Stevie (2008)

AUGUST 27, 2012


I had a nice conversation with someone yesterday who asked what I've learned after 5.5 years of daily horror movie watching (besides realizing I'm kind of weird), and I realized while watching Stevie that I left out one thing - watching too many movies of a type can kind of kill their chances of being successful. I can too easily see the tricks and attempts at misdirection now, so I was sadly able to call this one's twist pretty early.

But is this just my enhanced movie detective skills at work, or was the movie just sloppy? Certainly I'm still able to get fooled - I didn't see Saw VI's twist coming, for example, and that's part of a series that is built around twists, i.e. I'm always actively looking to figure it out. But here I wasn't even trying to figure out any sort of surprise ending - the movie just gave away a crucial bit of info too early on, I think. At first it seems like a Killer Kid movie, with things happening that might be the actions of the protagonist's new adopted child, but then like a half hour or so into the film, we see something that has to be a ghost (a word writing itself on a fogged mirror), and thus the question is: who's the ghost?

At the same time, throughout the film we've been seeing flashbacks to a car accident involving the mother (Catherine McCormack), but without any clue as to what they have to do with what's happening in the present day. One could assume that perhaps it left her unable to have children (hence the adoption), but there's no reason to make that as a reveal. So what's the only other option? Obviously (to me) (and SPOILER) she was pregnant at the time, and the ghost is that of her child, killed as a result of the accident. This information is finally delivered with five minutes left in the film, putting me nearly a full hour ahead of the film.

And it's a shame, because I think that's a pretty good twist, and a few edits could have made it more successful (or at least, perhaps I wouldn't have figured it out so soon). The car accident could have been shown in full at the top, followed by a "Three Years Later" card when we go to the present day and stay there until the very end, rather than the constant back and forth (think the scene where Bruce got shot in Sixth Sense). The foggy mirror scare could have been removed as well, as it's not particularly scary and tips off the true nature of what's happening (i.e. that it's NOT a demented little girl) long before it's necessary to do so.

On the other hand, there is a plot point that I quite liked and don't see too often - by the end of the second act, the mom actually believes the little girl when she says her "imaginary friend" (the title character) is doing these things, rather than remain in stubborn disbelief until the climax. Unfortunately everyone else just thinks the mom is going crazy, which is what causes the drama for the rest. Being a television movie, there isn't a lot of action or violence (I don't think Stevie causes any actual harm in the movie), so it's good that they made up for the slow pace by at least going outside the box a bit.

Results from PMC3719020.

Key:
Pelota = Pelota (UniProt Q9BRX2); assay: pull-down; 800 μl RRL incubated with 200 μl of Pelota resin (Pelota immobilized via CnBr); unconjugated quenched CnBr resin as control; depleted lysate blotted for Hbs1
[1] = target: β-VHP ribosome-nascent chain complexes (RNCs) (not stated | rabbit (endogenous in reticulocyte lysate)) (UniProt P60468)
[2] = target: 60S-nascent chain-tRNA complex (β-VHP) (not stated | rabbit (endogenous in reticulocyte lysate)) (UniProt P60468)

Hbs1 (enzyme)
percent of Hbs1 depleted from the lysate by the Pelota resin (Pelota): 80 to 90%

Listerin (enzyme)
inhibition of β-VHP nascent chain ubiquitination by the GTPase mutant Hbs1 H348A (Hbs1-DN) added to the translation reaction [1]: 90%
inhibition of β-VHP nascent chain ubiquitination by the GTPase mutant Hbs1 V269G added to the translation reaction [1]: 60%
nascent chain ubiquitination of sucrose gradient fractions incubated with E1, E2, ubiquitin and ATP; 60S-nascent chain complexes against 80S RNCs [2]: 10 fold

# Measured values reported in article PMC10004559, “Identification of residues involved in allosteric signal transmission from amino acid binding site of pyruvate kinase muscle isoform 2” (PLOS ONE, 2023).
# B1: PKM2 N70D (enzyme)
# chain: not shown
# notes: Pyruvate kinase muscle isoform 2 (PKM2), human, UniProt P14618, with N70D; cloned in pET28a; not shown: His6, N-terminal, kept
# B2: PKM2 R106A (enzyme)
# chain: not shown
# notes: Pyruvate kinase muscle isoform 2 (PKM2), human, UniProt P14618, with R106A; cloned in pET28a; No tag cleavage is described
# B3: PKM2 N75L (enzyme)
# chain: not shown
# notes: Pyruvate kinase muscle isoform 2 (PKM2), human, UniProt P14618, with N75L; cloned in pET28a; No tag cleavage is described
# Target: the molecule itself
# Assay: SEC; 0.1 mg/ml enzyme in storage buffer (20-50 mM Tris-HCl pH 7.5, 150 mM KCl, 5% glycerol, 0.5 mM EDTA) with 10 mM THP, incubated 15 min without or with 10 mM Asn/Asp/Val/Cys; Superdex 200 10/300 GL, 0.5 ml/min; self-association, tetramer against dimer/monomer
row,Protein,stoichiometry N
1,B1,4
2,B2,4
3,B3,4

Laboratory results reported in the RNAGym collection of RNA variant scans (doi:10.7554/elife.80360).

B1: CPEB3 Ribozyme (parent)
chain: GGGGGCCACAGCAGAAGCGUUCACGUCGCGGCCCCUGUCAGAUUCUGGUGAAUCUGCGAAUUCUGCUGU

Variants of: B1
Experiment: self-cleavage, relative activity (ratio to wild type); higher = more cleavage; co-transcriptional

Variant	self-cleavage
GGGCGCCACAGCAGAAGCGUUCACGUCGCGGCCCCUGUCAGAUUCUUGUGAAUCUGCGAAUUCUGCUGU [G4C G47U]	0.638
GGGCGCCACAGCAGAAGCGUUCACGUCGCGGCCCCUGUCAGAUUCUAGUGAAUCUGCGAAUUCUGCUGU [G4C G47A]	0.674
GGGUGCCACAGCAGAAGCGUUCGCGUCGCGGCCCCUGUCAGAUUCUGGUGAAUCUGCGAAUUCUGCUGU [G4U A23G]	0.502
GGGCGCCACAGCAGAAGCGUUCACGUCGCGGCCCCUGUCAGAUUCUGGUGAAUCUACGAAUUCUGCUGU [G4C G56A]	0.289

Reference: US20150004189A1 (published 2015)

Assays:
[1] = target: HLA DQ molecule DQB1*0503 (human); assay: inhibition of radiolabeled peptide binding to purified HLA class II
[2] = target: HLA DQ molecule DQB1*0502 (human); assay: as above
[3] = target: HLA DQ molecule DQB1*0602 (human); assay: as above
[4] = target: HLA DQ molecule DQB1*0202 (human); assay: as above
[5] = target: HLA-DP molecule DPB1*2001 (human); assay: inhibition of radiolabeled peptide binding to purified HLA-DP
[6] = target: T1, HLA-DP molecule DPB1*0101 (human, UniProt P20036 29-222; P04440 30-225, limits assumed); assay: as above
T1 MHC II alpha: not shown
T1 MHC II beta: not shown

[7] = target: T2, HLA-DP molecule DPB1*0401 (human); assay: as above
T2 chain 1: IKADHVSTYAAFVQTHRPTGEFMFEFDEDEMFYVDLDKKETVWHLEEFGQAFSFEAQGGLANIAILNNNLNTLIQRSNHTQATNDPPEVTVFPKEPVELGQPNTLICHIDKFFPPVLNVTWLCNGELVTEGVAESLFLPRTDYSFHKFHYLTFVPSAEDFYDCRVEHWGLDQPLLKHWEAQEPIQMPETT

Otherwise, I just amused myself with the movie's peculiar setting - they shot in Barcelona, but it's supposed to be Canada? And our heroes are from California, but everyone has Spanish accents (except for McCormack, who is British), so it's just really odd. The little girl in particular is clearly not as comfortable with the English language, so I don't know why they didn't just have everyone speak Spanish and either dub McCormack later or hire a Spanish actress of equal or greater value (it's not like she's a huge star, no offense to her).

I also enjoyed the cinematography by Jacques Haitkin, best known (to me) for being the DP on Shocker. He's a big fan of slowly pushing the camera in while tilting it to the right or left around 30 degrees, and it gives the film an extra dose of energy that it really needs, as not much is ever really happening. The script relies too heavily on what should be 1st act scares all the way through - do we really need (at least) TWO scenes where magnetic letters on the refrigerator are used to form the word "GOODBYE"? Isabel's gigantic new dollhouse also gets enough screentime to qualify for 3rd or 4th billing. Come on, Stevie - mix it up a bit!

I know this was a TV movie, but I'm not sure where it aired. I assume the Lifetime channel, which is a perfect fit for its low-key chills and emphasis on drama and family issues (both of the protagonists are workaholics!) over the horror elements. And for that, it's fine, but otherwise I suggest Don't Go To Sleep, another TV movie which covers similar territory, or Shock, if ghost/kid combos are your thing (Ghost Son is another option).

What say you?


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